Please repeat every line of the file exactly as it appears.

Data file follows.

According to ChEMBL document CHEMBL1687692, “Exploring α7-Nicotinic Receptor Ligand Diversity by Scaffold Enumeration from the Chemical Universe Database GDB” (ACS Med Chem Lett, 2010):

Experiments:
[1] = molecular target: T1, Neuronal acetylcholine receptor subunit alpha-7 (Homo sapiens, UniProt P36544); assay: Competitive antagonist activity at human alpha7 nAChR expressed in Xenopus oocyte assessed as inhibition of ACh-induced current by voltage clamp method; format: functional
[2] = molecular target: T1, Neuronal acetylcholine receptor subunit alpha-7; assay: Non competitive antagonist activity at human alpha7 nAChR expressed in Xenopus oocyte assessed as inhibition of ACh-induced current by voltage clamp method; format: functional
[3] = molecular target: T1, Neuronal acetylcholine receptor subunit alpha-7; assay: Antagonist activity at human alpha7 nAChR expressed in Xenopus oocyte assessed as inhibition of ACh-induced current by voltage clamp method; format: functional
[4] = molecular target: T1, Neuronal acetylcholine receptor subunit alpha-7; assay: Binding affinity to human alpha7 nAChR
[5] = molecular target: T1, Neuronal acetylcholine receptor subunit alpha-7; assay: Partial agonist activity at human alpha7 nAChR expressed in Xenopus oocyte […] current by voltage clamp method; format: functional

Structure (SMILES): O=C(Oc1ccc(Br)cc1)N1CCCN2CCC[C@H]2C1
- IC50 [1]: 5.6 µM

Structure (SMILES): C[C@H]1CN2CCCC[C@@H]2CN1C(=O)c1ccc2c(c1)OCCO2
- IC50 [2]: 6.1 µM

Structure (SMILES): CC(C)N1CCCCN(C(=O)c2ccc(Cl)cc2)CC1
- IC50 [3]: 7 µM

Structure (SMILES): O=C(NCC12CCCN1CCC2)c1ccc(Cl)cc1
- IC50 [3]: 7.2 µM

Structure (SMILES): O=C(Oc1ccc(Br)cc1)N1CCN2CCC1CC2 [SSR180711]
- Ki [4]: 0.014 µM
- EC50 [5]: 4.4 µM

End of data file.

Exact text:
According to ChEMBL document CHEMBL1687692, “Exploring α7-Nicotinic Receptor Ligand Diversity by Scaffold Enumeration from the Chemical Universe Database GDB” (ACS Med Chem Lett, 2010):

Experiments:
[1] = molecular target: T1, Neuronal acetylcholine receptor subunit alpha-7 (Homo sapiens, UniProt P36544); assay: Competitive antagonist activity at human alpha7 nAChR expressed in Xenopus oocyte assessed as inhibition of ACh-induced current by voltage clamp method; format: functional
[2] = molecular target: T1, Neuronal acetylcholine receptor subunit alpha-7; assay: Non competitive antagonist activity at human alpha7 nAChR expressed in Xenopus oocyte assessed as inhibition of ACh-induced current by voltage clamp method; format: functional
[3] = molecular target: T1, Neuronal acetylcholine receptor subunit alpha-7; assay: Antagonist activity at human alpha7 nAChR expressed in Xenopus oocyte assessed as inhibition of ACh-induced current by voltage clamp method; format: functional
[4] = molecular target: T1, Neuronal acetylcholine receptor subunit alpha-7; assay: Binding affinity to human alpha7 nAChR
[5] = molecular target: T1, Neuronal acetylcholine receptor subunit alpha-7; assay: Partial agonist activity at human alpha7 nAChR expressed in Xenopus oocyte […] current by voltage clamp method; format: functional

Structure (SMILES): O=C(Oc1ccc(Br)cc1)N1CCCN2CCC[C@H]2C1
- IC50 [1]: 5.6 µM

Structure (SMILES): C[C@H]1CN2CCCC[C@@H]2CN1C(=O)c1ccc2c(c1)OCCO2
- IC50 [2]: 6.1 µM

Structure (SMILES): CC(C)N1CCCCN(C(=O)c2ccc(Cl)cc2)CC1
- IC50 [3]: 7 µM

Structure (SMILES): O=C(NCC12CCCN1CCC2)c1ccc(Cl)cc1
- IC50 [3]: 7.2 µM

Structure (SMILES): O=C(Oc1ccc(Br)cc1)N1CCN2CCC1CC2 [SSR180711]
- Ki [4]: 0.014 µM
- EC50 [5]: 4.4 µM